2023, the year of transformations
After the rough COVID-19 years, 2022 has seen the start of economic improvements. Although the automotive industry is experiencing its worst sales numbers in over a decade, it saw increased profits thanks to strong demand, allowing for higher prices. Geopolitical issues such as the war in Ukraine and microchip shortages are forcing analysts and OEMs to remain careful regarding their forecasted results. Indeed, as we are all beginning to feel the effect of inflation and uncertain energy supplies, production volumes may be lower than expected. Nevertheless, we are seeing a lot of innovations in the automotive space. Let’s dive a little deeper into the latest automotive industry trends and see how they match with the switch towards software-defined vehicles.
Electric vehicles everywhere?
With the willingness to reduce carbon emissions and the implementation of stricter emissions regulations, OEMs are investing more and more in the development of electric vehicles. In parallel, customers are turning to EVs in order to have cleaner alternatives but also cheaper costs compared to petrol and diesel. Whether this holds true in the future, is still to be determined as electricity costs are rising too.
What is certain is that EVs are giving rise to a lot of related technologies geared to help companies deliver on the promise of usability, sustainability and costs. Many of these technologies are undergoing research and ripe for investment. For example, battery technologies need improvements. There’s also the charging infrastructure, which is still one of the pain points preventing customers from switching from ICE vehicles to EVs.
Software also plays a significant role in EVs compared to ICE vehicles. Indeed, the charging management, the engine performance, and the range optimisation of EVs relies heavily on software. Another type of vehicle that relies heavily on software is, of course, the elusive self-driving car.
Will my car ever drive itself?
We’ve been hearing about self-driving cars for years now, but how close are we really from fully autonomous vehicles? Well, we’re still far from seeing them on our streets. Although there’s been huge investments in multiple different technical solutions these past years, and even though we’re seeing trials and tests on public roads, they are far from being globally available for public use.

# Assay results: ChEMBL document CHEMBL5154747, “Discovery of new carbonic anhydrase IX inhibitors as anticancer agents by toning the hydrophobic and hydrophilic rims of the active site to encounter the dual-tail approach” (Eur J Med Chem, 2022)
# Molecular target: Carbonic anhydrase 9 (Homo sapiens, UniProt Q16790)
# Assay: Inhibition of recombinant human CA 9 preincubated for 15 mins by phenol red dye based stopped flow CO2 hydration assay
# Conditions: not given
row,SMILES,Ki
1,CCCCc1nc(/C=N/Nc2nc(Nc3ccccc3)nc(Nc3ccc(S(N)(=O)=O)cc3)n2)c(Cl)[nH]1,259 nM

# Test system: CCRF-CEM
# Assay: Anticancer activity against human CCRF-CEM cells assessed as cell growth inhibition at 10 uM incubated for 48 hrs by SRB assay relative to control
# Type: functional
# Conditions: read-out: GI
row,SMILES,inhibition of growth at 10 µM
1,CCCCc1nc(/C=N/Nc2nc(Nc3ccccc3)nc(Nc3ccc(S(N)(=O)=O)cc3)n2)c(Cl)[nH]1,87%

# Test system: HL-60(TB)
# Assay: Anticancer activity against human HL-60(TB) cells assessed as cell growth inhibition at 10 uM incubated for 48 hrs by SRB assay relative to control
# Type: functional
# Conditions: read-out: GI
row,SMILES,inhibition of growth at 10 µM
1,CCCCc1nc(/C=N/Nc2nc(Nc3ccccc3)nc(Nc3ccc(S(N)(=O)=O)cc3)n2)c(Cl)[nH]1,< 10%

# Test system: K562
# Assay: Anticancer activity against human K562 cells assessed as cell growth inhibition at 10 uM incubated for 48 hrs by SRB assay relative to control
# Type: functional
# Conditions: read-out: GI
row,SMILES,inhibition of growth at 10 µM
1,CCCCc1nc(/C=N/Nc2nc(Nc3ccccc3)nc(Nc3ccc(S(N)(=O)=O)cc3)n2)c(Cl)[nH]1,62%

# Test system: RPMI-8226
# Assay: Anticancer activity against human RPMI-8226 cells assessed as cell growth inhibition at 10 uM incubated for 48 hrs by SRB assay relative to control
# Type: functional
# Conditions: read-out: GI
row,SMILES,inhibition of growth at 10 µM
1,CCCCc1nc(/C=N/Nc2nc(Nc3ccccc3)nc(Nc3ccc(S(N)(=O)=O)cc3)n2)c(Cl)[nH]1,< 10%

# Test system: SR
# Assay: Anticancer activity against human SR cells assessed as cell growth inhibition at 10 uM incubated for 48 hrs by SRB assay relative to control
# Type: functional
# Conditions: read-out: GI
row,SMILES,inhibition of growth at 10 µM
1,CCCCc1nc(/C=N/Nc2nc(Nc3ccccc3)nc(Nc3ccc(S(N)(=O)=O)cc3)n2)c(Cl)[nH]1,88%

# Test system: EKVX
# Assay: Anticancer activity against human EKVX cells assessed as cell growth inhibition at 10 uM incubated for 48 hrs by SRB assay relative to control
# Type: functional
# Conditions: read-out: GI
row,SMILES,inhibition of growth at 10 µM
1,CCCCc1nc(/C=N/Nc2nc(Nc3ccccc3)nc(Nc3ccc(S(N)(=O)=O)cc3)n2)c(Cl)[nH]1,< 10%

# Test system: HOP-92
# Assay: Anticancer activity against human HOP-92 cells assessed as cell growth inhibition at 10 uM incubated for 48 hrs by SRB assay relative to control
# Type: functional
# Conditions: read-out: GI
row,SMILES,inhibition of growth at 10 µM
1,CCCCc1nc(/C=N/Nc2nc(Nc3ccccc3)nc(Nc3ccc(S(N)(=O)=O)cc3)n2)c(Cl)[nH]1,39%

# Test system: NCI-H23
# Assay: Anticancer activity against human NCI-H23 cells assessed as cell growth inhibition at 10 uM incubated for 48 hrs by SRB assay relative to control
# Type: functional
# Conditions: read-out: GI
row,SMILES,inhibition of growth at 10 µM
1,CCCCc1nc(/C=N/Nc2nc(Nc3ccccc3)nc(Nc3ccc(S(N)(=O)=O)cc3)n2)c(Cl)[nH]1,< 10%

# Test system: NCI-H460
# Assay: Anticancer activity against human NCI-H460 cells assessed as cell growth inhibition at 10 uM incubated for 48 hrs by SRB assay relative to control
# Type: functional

Autonomous vehicles are expected to generate new business opportunities. With machine learning, advancements in computer vision and new approaches to vehicle sensor fusion, we are seeing a path for more driver assistance features in specific contexts and on specific roads.
As the first level 3 vehicle is now on sale, the industry is crossing fingers for a level 4 in the coming months, although the probability of it happening in 2023 is relatively low. In any case, autonomous driving will require reliable software, complex algorithms and real-time data processing capacities in order to ensure the systems are safe.
The automotive industry is also using digital twins for improving simulations and development of vehicle components and driver assistance systems.
All things connected?
With the growing number of services that we rely on, the rise of connected vehicles was inevitable. Car companies are exploring solutions to ensure that all of their vehicles are fully connected.
Whether it’s via Wi-Fi or mobile networks like 4G or 5G, OEMs need to offer a better driving experience, better entertainment and better updates. From traffic information to remote diagnostics, vehicle data upload and use will become more common.
How this data will be used is still a concern that most customers have. The way OEMs will leverage and analyse this data can also lead to better understanding of customers’ driving habits and preferences in order to offer customised services and increase brand loyalty. But it remains a data privacy concern.
From a software perspective, the connectivity protocols, the cloud infrastructure and the transfer of huge amounts of data are challenges that require investments and development improvements.
Speaking of data, as the number of connected vehicles is rising, so are cyberattack risks. With risks related to safety, OEMs need to ensure that critical systems remain inaccessible to hackers. This requires specific expertise in order to put the right cybersecurity measures in place inside and outside the vehicle. This also implies regular and reliable security updates.
In order to keep the vehicles’ secure, the whole chain needs to be secure. This not only implies that the vehicle backend, the infrastructure and the mobile network are secure, but also the data transactions and the embedded software and hardware.
Cybersecurity and functional safety are two different domains and expertises, but one cannot ensure the safety of vehicle occupants if the vehicle itself is not secure.
Conclusion: what you prioritise now will set the stage for innovations in the future
Companies need to understand the latest automotive industry trends in order to adapt and remain competitive. Investing in the right ones will secure success in the coming years.
What’s specific to the automotive industry is that not only are the technologies and innovations rapidly advancing, customer expectations and experience are also shifting very quickly. These changes also have a big impact on the way software is being used.
If you want to know more about the major trends in automotive, read our dedicated whitepaper and stay up-to-date on the expertise you need to stay ahead of the competition.
To learn more about Canonical and our engagement in automotive: